‘The dead are alive’: a review of ‘Spectre’


Jordan Parkhurst

The latest installment in the world’s favorite spy franchise welcomes back a memorable nemesis and showcases the world, yet lacks some of the familiar thrills.

Daniel Craig’s Bond is consistently met with mixed reviews, with each film earning both the titles of “best” and “worst.” This movie deserves neither. “Spectre” revisits the franchise’s old glory and maintains the modern excitement that makes big-budget film fans swoon.

Even with a familiar cat-petting villain, played by the acclaimed Christoph Waltz of Tarantino fame, there is undeniably a spark missing from the newest installment.

The film opens with the words, “The dead are alive,” and begins in Mexico, with Craig in full Day of the Dead regalia. From the start, “Spectre” places extreme emphasis on the locations, which span the globe. The ability of director Sam Mendes to capture the vast beauty of the locations is obvious.

At the start of the movie the signature music, masked crowds and vibrancy of the location all work to create a sense of thrill. Despite the constant awe-inspiring scenery, nothing matches the specific tone of dread and anticipation that pervades the opening.

Starting with the opening credits, the film shifts notably away from a sense of impending doom. The pace slows to a focus on the more bureaucratic elements, weaving in and out through the generally action-based narrative.

There is mention of the controversial issue of surveillance, a topic relevant to the modern world but not especially exciting in the world of James Bond. The socially conscious topic should be largely used to inspire fear in the film. Yet, it is more of an annoyance that impedes Bond’s adventures and eventually leads to a kind of predictable villain role.

Though Waltz, playing the leader of the mysterious Spectre organization, is meant to be the grandest and most fearsome of villains, his character is lackluster. Waltz’s acting is not to blame, as he barely appears onscreen. Rather, the background and role of his character, Franz Oberhauser, are to blame and are not sufficient to create any kind of effect.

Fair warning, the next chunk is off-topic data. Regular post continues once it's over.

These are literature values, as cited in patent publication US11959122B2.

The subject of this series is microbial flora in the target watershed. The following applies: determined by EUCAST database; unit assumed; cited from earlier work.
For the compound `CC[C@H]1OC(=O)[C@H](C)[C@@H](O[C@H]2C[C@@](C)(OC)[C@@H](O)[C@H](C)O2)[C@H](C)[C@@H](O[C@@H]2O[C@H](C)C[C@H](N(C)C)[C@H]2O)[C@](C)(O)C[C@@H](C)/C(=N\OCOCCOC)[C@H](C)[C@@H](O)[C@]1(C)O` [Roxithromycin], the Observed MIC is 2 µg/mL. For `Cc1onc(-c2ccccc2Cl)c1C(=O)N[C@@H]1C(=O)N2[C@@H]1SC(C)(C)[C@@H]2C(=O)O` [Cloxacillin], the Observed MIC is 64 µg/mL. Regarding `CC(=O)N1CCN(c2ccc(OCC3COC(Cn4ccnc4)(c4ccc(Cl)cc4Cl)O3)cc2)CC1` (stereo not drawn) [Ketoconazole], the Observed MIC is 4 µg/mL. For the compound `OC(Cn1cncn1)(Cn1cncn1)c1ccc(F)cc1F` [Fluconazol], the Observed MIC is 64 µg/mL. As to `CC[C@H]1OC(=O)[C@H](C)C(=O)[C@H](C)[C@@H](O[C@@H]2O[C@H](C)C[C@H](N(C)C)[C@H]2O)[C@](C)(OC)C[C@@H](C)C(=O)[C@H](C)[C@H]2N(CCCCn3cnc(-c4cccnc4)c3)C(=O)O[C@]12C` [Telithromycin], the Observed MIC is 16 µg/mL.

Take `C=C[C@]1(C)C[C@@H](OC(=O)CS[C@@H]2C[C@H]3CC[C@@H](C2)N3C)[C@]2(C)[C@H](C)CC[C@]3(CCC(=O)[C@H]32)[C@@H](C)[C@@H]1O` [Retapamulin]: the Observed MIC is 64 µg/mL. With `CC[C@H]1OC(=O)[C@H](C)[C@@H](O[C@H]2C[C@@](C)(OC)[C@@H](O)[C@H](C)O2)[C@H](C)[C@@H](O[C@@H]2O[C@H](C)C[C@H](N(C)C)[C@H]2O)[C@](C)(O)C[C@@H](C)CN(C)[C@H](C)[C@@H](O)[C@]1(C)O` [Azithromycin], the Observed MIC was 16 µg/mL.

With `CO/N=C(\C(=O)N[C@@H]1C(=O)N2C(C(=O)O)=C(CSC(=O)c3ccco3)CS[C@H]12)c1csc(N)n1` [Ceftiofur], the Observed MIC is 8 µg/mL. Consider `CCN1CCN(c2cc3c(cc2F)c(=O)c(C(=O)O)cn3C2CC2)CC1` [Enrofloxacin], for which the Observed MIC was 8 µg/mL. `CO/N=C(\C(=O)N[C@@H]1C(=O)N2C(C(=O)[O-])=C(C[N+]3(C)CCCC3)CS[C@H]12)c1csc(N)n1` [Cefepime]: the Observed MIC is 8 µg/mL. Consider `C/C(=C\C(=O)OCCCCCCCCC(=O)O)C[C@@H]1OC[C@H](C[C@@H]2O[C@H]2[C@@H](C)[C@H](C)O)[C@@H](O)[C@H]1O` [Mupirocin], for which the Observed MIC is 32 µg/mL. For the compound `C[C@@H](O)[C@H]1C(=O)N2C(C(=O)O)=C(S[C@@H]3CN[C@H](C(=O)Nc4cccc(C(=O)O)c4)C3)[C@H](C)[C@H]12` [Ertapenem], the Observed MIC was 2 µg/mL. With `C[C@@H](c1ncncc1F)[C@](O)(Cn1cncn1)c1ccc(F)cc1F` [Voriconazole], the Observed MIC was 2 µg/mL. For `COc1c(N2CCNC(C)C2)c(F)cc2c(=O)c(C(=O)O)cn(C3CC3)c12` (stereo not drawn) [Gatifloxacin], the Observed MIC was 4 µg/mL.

Had there been more onscreen time and content for Waltz to work with, his inclusion would undoubtedly have been a high point in the film.

Unfortunately, there is no eerie feeling of discomfort as one might have felt from Javier Bardem’s villain in “Skyfall,” and Oberhauser’s presence is just too small to feel pity or a sense of understanding.

The antagonists of other Daniel Craig era Bond films resurface time and time again, with no real emphasis on their importance. Yet, I found myself longing for their return over fearing the villain which the film offers, Franz Oberhauser, who is consistently overshadowed.

The primary women in the film, Lea Seydoux and Monica Bellucci, have differing roles but are both successful in their intentions. Bellucci, a more stereotypical “Bond girl,” is present only briefly, but is instrumental in progressing the story.

Seydoux as Dr. Swann, however, is quite significant throughout the film and delightfully threatens to kill Bond if he touches her. Saving his life and helping him to find the man behind Spectre, Swann is indispensable to the success of Bond, despite initially being protected by him. If Seydoux’s character is actually indicative of a shift to more independent and meaningful female characters, the series is truly taking one small step into the modern age.

As always, Craig plays his quiet and knowing version of Bond, generating moments of understated humor and powerful tension. However, his acting is really secondary to his ability to perform stunts and look classy. In those categories, as expected, he succeeds beautifully.

The film is what should be expected from a big-budget sequel: a spectacle. The entertainment value is indisputable, with frequent action and breathtaking cinematography to entertain even when the plot lacks creativity.

Going into the film and expecting to see a nuanced cinematic masterpiece will lead to disappointment, but viewing as a James Bond fan looking to be entertained will prove successful despite the aspects that fall short in this latest addition to the beloved series.

Jordan Parkhurst, A&E Reporter